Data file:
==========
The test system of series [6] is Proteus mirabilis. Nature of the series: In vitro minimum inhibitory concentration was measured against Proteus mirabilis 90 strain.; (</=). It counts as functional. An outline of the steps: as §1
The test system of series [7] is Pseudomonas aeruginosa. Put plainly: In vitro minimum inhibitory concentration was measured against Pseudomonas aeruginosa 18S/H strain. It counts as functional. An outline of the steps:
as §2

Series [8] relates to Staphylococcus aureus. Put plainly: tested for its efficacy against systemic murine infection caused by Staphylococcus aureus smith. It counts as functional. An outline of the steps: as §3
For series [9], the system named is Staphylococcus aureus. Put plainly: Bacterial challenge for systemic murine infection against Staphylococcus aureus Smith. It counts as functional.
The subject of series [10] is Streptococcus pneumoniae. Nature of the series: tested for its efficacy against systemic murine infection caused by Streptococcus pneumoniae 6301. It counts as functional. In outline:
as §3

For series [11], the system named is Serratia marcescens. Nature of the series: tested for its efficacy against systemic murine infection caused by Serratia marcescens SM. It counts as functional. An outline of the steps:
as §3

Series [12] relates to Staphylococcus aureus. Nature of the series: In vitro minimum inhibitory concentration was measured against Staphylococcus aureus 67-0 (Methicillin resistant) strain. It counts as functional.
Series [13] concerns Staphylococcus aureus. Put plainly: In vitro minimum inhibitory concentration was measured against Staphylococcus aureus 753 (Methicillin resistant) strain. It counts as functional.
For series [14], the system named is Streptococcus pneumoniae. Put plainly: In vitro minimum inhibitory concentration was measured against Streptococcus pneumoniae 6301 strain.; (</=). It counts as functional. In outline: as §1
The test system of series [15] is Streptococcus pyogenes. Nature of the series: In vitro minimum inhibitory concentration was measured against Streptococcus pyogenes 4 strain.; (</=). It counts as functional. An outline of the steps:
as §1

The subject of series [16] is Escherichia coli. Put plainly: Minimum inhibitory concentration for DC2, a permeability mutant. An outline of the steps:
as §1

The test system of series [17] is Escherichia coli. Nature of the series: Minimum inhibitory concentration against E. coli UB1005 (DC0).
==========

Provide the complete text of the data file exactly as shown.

The test system of series [6] is Proteus mirabilis. Nature of the series: In vitro minimum inhibitory concentration was measured against Proteus mirabilis 90 strain.; (</=). It counts as functional. An outline of the steps: as §1
The test system of series [7] is Pseudomonas aeruginosa. Put plainly: In vitro minimum inhibitory concentration was measured against Pseudomonas aeruginosa 18S/H strain. It counts as functional. An outline of the steps:
as §2

Series [8] relates to Staphylococcus aureus. Put plainly: tested for its efficacy against systemic murine infection caused by Staphylococcus aureus smith. It counts as functional. An outline of the steps: as §3
For series [9], the system named is Staphylococcus aureus. Put plainly: Bacterial challenge for systemic murine infection against Staphylococcus aureus Smith. It counts as functional.
The subject of series [10] is Streptococcus pneumoniae. Nature of the series: tested for its efficacy against systemic murine infection caused by Streptococcus pneumoniae 6301. It counts as functional. In outline:
as §3

For series [11], the system named is Serratia marcescens. Nature of the series: tested for its efficacy against systemic murine infection caused by Serratia marcescens SM. It counts as functional. An outline of the steps:
as §3

Series [12] relates to Staphylococcus aureus. Nature of the series: In vitro minimum inhibitory concentration was measured against Staphylococcus aureus 67-0 (Methicillin resistant) strain. It counts as functional.
Series [13] concerns Staphylococcus aureus. Put plainly: In vitro minimum inhibitory concentration was measured against Staphylococcus aureus 753 (Methicillin resistant) strain. It counts as functional.
For series [14], the system named is Streptococcus pneumoniae. Put plainly: In vitro minimum inhibitory concentration was measured against Streptococcus pneumoniae 6301 strain.; (</=). It counts as functional. In outline: as §1
The test system of series [15] is Streptococcus pyogenes. Nature of the series: In vitro minimum inhibitory concentration was measured against Streptococcus pyogenes 4 strain.; (</=). It counts as functional. An outline of the steps:
as §1

The subject of series [16] is Escherichia coli. Put plainly: Minimum inhibitory concentration for DC2, a permeability mutant. An outline of the steps:
as §1

The test system of series [17] is Escherichia coli. Nature of the series: Minimum inhibitory concentration against E. coli UB1005 (DC0).